5 Tips for Product Managers: Membership Only Content Sneak Peek "Product people - Product managers, product designers, UX designers, UX researchers, Business analysts, developers, makers & entrepreneurs June 06 2021 True Tips, Mind the Product Mind the Product Ltd 1028 colleagues brainstorming with post its Product Management 4.112

5 Tips for Product Managers: Membership Only Content Sneak Peek


Every month, product experts from around the world share their ideas and insights in our Prioritised and MTP Leader, and every month we recap some of their finest tips. So, whether you’re a member who’d love a quick recap or a non-member who’d love a glimpse inside some of our membership content, we’ve got you covered.

Here are 5 quick tips from the content published this month.

1. It’s ok if you’re not the smartest person in the room

In Interpreting the product Venn Diagram  (a Fireside chat)  Matt LeMay, sits down with Martin Eriksson to discuss Martin’s now-famous Venn diagram describing product management. They speak about building a team around the Venn diagram and solving product decisions through collaboration, as well as communication as a product manager.

Here’s the tip —  if you’re worrying that you’re not the smarter person in the room, you can stop. You don’t need to be. Furthermore, you definitely don’t need to have all of the answers. “We as product managers are more likely to be susceptible to imposter syndrome because we’re not the experts in the design or engineering,” Martin says, “However we should embrace having the opportunity to connect all of the dots and ask all of the right questions.”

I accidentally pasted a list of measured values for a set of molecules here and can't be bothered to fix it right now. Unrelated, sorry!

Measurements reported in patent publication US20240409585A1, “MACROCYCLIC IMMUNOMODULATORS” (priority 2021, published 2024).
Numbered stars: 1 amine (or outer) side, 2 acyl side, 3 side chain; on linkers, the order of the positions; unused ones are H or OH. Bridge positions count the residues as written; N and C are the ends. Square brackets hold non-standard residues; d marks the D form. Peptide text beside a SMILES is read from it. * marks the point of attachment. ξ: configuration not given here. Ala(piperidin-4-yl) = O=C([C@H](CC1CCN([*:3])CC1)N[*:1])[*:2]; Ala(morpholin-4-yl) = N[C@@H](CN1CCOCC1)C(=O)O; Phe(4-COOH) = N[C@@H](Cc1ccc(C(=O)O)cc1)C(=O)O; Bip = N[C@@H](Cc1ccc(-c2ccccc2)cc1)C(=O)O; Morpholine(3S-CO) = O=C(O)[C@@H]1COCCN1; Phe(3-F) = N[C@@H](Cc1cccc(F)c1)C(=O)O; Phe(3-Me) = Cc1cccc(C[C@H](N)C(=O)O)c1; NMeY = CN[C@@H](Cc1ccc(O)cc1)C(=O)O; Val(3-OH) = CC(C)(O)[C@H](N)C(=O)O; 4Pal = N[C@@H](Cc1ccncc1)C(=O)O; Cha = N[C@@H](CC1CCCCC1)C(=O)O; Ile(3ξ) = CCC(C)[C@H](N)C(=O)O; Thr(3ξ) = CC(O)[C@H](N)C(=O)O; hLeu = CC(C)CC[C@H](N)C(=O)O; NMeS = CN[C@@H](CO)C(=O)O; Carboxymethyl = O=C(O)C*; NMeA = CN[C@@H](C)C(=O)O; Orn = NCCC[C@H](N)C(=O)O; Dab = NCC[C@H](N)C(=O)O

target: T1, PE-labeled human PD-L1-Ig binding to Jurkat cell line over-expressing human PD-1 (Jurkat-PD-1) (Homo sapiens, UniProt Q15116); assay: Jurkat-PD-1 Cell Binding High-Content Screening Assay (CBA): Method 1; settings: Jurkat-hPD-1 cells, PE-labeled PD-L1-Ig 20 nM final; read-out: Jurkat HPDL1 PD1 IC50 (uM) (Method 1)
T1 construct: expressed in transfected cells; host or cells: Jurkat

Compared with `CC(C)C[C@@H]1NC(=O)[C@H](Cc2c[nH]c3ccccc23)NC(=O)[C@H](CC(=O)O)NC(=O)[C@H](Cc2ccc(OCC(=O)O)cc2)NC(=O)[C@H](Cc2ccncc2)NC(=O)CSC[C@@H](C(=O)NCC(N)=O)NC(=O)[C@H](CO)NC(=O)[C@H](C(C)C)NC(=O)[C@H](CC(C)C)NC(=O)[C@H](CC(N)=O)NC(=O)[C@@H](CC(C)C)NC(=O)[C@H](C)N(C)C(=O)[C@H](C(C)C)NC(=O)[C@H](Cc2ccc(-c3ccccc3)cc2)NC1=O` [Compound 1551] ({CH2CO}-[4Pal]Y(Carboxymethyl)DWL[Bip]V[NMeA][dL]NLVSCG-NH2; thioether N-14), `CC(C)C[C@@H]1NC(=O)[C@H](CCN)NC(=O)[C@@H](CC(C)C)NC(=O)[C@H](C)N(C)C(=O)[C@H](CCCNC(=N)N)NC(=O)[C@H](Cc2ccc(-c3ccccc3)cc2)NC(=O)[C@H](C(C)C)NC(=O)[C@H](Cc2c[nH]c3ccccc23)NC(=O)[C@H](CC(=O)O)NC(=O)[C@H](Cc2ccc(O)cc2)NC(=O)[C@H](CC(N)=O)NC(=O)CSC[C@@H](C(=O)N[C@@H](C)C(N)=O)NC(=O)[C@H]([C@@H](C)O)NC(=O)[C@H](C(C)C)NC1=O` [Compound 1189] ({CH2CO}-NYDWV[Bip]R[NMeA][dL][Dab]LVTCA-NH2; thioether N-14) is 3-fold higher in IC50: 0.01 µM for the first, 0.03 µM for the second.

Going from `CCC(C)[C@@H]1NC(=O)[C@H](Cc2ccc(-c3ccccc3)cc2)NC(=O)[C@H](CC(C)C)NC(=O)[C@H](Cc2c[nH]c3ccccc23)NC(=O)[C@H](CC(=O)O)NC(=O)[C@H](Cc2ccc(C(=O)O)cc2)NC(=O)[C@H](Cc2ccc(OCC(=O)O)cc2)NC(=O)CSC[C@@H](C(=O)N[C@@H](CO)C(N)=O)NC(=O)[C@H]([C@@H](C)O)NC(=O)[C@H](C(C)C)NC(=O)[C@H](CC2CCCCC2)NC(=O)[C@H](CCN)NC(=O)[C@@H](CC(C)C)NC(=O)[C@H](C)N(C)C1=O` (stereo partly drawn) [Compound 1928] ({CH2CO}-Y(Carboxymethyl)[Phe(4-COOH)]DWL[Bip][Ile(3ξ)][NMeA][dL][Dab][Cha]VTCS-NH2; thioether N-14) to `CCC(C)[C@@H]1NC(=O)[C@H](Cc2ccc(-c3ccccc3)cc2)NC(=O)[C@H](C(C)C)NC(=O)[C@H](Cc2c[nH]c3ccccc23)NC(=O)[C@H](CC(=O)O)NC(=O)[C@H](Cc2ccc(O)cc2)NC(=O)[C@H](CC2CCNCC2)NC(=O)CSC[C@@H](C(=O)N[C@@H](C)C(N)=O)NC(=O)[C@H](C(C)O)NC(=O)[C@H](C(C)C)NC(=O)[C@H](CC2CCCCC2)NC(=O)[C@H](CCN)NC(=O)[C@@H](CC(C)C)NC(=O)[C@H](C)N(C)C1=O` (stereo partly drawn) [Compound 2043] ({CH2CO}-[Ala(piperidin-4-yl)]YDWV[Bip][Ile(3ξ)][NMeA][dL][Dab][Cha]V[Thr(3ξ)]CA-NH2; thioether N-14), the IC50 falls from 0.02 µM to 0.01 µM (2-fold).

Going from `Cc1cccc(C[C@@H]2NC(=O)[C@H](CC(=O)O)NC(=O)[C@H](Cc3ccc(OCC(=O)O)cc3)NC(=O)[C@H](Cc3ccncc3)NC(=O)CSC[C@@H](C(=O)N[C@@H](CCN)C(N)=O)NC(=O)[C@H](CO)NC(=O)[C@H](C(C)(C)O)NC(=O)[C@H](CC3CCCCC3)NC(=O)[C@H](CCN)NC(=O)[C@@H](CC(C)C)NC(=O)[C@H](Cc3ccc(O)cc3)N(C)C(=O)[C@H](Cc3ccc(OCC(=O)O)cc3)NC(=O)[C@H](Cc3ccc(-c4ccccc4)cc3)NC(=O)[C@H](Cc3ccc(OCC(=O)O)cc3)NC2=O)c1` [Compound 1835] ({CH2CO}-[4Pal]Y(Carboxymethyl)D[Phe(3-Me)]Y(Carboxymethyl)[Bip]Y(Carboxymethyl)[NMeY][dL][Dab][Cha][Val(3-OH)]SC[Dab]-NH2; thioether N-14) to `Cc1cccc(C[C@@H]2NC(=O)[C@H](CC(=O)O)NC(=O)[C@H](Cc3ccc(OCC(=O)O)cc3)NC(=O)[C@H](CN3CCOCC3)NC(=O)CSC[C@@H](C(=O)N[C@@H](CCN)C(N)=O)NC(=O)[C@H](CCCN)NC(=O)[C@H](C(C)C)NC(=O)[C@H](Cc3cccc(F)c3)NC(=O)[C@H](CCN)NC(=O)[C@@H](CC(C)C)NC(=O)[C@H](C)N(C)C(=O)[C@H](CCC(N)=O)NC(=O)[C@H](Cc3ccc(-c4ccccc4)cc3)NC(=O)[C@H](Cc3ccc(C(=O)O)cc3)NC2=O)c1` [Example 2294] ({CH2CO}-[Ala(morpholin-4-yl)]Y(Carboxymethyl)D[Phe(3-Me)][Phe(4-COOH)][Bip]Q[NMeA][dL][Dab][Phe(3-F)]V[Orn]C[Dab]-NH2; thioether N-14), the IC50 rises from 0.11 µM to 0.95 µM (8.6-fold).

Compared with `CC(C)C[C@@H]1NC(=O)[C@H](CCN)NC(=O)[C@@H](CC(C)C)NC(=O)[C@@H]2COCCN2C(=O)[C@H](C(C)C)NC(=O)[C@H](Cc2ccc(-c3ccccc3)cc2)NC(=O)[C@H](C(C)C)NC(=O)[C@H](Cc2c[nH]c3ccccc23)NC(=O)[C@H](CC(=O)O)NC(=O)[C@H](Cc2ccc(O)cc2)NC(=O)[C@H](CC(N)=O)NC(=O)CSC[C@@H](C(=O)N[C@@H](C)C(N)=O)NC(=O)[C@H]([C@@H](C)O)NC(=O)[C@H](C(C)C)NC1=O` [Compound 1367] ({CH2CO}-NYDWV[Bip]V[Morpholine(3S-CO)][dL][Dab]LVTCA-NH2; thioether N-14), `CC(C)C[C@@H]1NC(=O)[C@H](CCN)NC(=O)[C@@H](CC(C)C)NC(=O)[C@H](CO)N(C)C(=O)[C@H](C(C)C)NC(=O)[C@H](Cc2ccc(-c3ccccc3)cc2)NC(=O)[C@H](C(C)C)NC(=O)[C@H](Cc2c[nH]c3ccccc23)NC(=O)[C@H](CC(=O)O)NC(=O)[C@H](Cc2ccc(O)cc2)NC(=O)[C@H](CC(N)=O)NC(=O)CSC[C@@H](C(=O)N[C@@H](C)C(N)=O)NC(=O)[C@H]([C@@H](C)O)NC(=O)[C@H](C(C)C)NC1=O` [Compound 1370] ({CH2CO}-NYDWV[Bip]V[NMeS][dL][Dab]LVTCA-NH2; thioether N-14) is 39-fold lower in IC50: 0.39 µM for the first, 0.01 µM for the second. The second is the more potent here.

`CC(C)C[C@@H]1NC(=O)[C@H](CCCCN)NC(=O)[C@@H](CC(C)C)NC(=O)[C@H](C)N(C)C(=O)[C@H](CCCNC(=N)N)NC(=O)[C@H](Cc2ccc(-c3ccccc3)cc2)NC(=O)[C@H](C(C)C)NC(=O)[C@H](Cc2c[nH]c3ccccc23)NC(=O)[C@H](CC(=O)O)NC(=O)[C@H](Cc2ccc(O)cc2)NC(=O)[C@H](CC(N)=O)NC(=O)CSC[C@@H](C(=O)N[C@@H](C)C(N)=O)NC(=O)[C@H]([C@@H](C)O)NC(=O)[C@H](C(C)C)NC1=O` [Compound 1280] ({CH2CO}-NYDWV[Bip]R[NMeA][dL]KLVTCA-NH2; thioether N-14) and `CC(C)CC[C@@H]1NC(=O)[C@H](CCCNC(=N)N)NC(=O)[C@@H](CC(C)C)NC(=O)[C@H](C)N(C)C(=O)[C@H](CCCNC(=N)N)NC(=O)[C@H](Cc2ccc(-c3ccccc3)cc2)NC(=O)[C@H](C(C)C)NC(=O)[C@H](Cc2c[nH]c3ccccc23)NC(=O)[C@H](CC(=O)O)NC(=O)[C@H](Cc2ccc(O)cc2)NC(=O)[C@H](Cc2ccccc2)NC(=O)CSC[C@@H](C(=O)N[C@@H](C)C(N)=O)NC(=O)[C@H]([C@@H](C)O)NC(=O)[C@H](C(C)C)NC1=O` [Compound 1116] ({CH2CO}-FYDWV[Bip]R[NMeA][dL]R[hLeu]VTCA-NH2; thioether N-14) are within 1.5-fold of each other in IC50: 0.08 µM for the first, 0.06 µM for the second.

2. Metrics are great, but only if you communicate them well

In The dos and don’ts of product analytics we touch on some of the challenges around implementing metrics successfully. For example, say our experts, it’s all good having your North Star and other key metrics defined but if you’re not communicating the results in the right way they’re really no good to anyone. Alex Kulbei, co-founder of data collection and analytics company Probe, explains the importance of communicating metrics efficiently and with relevant context. He says it’s the product manager’s job to define what success means for a product and provide this context: “Adoption of my product dropped by 10% this month tells you nothing without some context. Did you release a new feature? Were there any outages? We often find people just look at a spreadsheet or dashboard — it’s just numbers with no context around them.” Next time you report on your metrics, take a step back and consider if you’re giving the complete picture.

Discover more

In this deep dive we also provide some handy dos and don’ts and share some key insights from a new report from Mixpanel investigating how product teams are using metrics to analyse user behaviour. Read the report in full.

3. Customer input? You should aspire to get it on a weekly basis